Veitch: “all these changes have put the Muslim community under pressure. It is a very diverse community . . under tremendous suspicion. . . It’s pretty difficult being Muslim in Britain today”.

While the Islam and Muslim community seem to have taken a large percentage of the blame for the 7/7 attacks, it has been highlighted that there are large and various inconsistencies in official reports of that day. Should the government and intelligence services perhaps be analysing their role a little more thoroughly? Many civilian and media commentators have called for a public inquiry, but Prime Minister Tony Blair has refused, saying it will divert resources away from anti-terrorism units and is not necessary. Hundreds of conspiracy theorists beg to differ. Whether some of the more extreme versions of the story have any basis in fact is debatable. One disbeliever at www. whatreallyhappened.com is convinced that the attacks were in fact a private company’s training exercise – a company that lured the bombers into to carrying ‘fake’ bombs around London and then detonated them. Others believe that the whole incident was set up by the CIA to ferment anti-Muslim feeling. Such relatively unsubstantiated claims are not widely believed, but they are among the clamour of voices from both in and outside of the Muslim community demanding that an independent investigation is in the best interests of all Britons.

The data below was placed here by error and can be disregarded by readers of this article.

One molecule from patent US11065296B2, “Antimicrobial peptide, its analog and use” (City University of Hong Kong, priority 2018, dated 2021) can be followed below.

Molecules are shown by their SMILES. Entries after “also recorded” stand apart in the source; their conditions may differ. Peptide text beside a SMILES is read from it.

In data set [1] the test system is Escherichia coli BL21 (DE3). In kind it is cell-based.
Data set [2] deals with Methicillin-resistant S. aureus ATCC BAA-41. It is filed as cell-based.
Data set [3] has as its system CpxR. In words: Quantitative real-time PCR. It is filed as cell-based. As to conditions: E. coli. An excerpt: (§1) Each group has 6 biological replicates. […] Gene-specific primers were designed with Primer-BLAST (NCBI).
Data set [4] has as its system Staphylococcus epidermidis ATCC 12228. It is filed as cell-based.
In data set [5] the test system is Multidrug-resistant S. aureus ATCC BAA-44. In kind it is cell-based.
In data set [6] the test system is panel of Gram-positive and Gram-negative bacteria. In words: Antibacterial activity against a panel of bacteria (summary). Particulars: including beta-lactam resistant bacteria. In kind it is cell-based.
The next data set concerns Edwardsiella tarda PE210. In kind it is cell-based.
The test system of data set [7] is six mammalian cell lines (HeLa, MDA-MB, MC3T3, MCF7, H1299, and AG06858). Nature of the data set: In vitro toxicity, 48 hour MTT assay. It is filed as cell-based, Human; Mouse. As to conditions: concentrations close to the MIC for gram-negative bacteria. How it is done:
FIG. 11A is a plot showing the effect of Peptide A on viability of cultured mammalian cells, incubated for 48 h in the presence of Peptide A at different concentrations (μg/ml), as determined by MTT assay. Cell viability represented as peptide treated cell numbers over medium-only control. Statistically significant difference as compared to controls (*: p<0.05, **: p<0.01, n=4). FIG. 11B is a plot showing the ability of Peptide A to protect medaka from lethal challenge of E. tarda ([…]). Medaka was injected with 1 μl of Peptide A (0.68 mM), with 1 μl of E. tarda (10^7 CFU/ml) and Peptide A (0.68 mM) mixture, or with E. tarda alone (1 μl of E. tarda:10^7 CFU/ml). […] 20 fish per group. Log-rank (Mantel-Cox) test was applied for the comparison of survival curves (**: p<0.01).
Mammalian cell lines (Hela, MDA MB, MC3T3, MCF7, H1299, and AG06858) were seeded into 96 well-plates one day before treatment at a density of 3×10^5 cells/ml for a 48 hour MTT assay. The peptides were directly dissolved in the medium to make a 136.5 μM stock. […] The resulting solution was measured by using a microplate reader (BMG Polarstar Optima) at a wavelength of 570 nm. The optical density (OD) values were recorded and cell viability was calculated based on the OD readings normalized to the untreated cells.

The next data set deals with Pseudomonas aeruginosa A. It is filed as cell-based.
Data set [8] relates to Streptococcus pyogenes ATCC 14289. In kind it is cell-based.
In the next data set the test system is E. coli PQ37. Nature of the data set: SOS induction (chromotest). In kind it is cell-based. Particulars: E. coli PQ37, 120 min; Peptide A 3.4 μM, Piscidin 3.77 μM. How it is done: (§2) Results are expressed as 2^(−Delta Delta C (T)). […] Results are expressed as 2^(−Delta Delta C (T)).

What is known fact, highlighted by a London Assembly report, is the grave failings of the emergency services to cope with the underground attacks, in that they rely almost solely on cellphone communication which doesn’t work underground. Furthermore, the three most imporant emergency services – fire brigade, ambulances and police – all operate on different radio networks, which makes communication impossible. What is even more worrying is that this was noted after the Kings Cross fire in 1987, and has as yet still not been remedied. Also noted in the report was the failure to notify nearby hospitals of the bombings, even as they were treating victims.

Promoting even more unrest and squabble between various government and intelligence factions was a FBI report issued recently that claimed Mohammed Sidique Khan, the leader of the bombers, was in fact known to the US as a terrorist suspect. But have they got the wrong Khan? Mohammed Ajmal Khan is a known terrorist and was jailed in the UK 6 months ago under the new Terrorism laws, and fits various descriptions that the author cited. Various media outlets jumped on this story, with condemning headlines such as ‘Mohammed Sidique Khan – known to MI5’ and ‘MP’s blame lack of resources for letting fanatics bring terror to heart of London’.